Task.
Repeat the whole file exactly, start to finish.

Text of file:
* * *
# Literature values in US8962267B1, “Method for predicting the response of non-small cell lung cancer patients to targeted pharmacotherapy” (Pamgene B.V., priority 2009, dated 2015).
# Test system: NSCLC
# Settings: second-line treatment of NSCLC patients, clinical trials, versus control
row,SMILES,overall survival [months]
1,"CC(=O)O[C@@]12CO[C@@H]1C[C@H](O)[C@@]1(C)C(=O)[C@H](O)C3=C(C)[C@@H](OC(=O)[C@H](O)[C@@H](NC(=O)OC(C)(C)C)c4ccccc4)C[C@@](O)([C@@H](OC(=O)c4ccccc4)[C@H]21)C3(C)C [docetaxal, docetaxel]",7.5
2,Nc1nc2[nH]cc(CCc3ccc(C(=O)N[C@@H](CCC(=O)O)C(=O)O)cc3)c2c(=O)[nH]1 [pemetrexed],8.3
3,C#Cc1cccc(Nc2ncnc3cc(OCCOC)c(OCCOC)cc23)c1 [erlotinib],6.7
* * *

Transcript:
# Literature values in US8962267B1, “Method for predicting the response of non-small cell lung cancer patients to targeted pharmacotherapy” (Pamgene B.V., priority 2009, dated 2015).
# Test system: NSCLC
# Settings: second-line treatment of NSCLC patients, clinical trials, versus control
row,SMILES,overall survival [months]
1,"CC(=O)O[C@@]12CO[C@@H]1C[C@H](O)[C@@]1(C)C(=O)[C@H](O)C3=C(C)[C@@H](OC(=O)[C@H](O)[C@@H](NC(=O)OC(C)(C)C)c4ccccc4)C[C@@](O)([C@@H](OC(=O)c4ccccc4)[C@H]21)C3(C)C [docetaxal, docetaxel]",7.5
2,Nc1nc2[nH]cc(CCc3ccc(C(=O)N[C@@H](CCC(=O)O)C(=O)O)cc3)c2c(=O)[nH]1 [pemetrexed],8.3
3,C#Cc1cccc(Nc2ncnc3cc(OCCOC)c(OCCOC)cc23)c1 [erlotinib],6.7